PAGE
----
A senior White House official said Thursday evening that the president's 40-minute speech arose from Mr. Bush's desire to remind Americans, after "a lot of distractions" in recent months, that the country was still under threat, and had no choice but to remain in Iraq so Al Qaeda did not use it as a base to train for attacks on the United States and its allies.
The warning from Ayman al-Zawahiri to Abu Musab al-Zarqawi, the top militant leader in Iraq, was spelled out in a 6,000-word letter, dated early in July, that was obtained by American forces conducting counterterrorism operations in Iraq, the official said.
Mr. Bush's warnings about the need for renewed American attention to "this global struggle," and the release of information on past plots that the White House had previously been reluctant to discuss on security grounds, comes at a moment of heightened criticism of the president's handling of the Iraq war and the broader effort against terrorism. It also comes as he is trying to heal fractures in his own party about his selection of a nominee for the Supreme Court, and as he has faced complaints about the government's response to Hurricane Katrina.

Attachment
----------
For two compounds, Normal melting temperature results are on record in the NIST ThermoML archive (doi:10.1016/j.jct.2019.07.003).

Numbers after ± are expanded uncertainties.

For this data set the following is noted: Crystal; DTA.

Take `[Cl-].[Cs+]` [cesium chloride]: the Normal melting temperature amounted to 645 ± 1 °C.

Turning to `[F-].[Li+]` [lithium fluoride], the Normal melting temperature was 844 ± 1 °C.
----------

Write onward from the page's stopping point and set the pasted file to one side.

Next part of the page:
A poll released by CBS News on Thursday evening indicated that Mr. Bush's approval rating had dropped to 37 percent, and that disapproval of his handling of terrorism was at an all-time high.
Democrats were quick to answer Mr. Bush, saying that he was gliding past major errors of tactics and strategy in Iraq, and that Al Qaeda began operating there only after the American invasion.
Senator Harry Reid, the Democratic leader, said: "The truth is, the administration's mishandling of the war in Iraq has made us less safe, and Iraq risks becoming what it was not before the war: a training ground for terrorists." Mr. Reid, of Nevada, said it was vital that the administration change course in Iraq.